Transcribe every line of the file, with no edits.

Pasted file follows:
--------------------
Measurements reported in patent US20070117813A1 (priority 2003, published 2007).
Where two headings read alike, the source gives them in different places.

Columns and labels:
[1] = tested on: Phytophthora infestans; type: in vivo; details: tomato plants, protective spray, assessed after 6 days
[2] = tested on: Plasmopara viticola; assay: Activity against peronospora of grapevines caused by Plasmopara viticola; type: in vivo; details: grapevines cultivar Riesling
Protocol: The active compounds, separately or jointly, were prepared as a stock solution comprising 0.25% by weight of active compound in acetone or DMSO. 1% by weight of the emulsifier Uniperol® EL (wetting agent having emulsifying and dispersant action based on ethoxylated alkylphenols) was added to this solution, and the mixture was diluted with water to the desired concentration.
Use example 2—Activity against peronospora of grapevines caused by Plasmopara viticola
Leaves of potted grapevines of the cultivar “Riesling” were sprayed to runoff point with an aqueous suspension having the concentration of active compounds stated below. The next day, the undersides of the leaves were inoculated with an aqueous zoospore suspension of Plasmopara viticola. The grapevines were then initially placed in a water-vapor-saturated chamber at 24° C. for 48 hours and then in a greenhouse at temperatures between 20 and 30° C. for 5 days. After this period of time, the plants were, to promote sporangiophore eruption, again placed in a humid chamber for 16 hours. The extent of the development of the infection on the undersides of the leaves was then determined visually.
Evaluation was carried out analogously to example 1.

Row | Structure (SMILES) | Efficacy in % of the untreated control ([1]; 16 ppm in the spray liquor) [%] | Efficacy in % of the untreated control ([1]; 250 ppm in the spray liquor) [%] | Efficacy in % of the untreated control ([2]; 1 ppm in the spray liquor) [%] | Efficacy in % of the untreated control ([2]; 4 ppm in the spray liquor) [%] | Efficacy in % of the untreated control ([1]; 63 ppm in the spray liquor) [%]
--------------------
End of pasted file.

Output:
Measurements reported in patent US20070117813A1 (priority 2003, published 2007).
Where two headings read alike, the source gives them in different places.

Columns and labels:
[1] = tested on: Phytophthora infestans; type: in vivo; details: tomato plants, protective spray, assessed after 6 days
[2] = tested on: Plasmopara viticola; assay: Activity against peronospora of grapevines caused by Plasmopara viticola; type: in vivo; details: grapevines cultivar Riesling
Protocol: The active compounds, separately or jointly, were prepared as a stock solution comprising 0.25% by weight of active compound in acetone or DMSO. 1% by weight of the emulsifier Uniperol® EL (wetting agent having emulsifying and dispersant action based on ethoxylated alkylphenols) was added to this solution, and the mixture was diluted with water to the desired concentration.
Use example 2—Activity against peronospora of grapevines caused by Plasmopara viticola
Leaves of potted grapevines of the cultivar “Riesling” were sprayed to runoff point with an aqueous suspension having the concentration of active compounds stated below. The next day, the undersides of the leaves were inoculated with an aqueous zoospore suspension of Plasmopara viticola. The grapevines were then initially placed in a water-vapor-saturated chamber at 24° C. for 48 hours and then in a greenhouse at temperatures between 20 and 30° C. for 5 days. After this period of time, the plants were, to promote sporangiophore eruption, again placed in a humid chamber for 16 hours. The extent of the development of the infection on the undersides of the leaves was then determined visually.
Evaluation was carried out analogously to example 1.

Row | Structure (SMILES) | Efficacy in % of the untreated control ([1]; 16 ppm in the spray liquor) [%] | Efficacy in % of the untreated control ([1]; 250 ppm in the spray liquor) [%] | Efficacy in % of the untreated control ([2]; 1 ppm in the spray liquor) [%] | Efficacy in % of the untreated control ([2]; 4 ppm in the spray liquor) [%] | Efficacy in % of the untreated control ([1]; 63 ppm in the spray liquor) [%]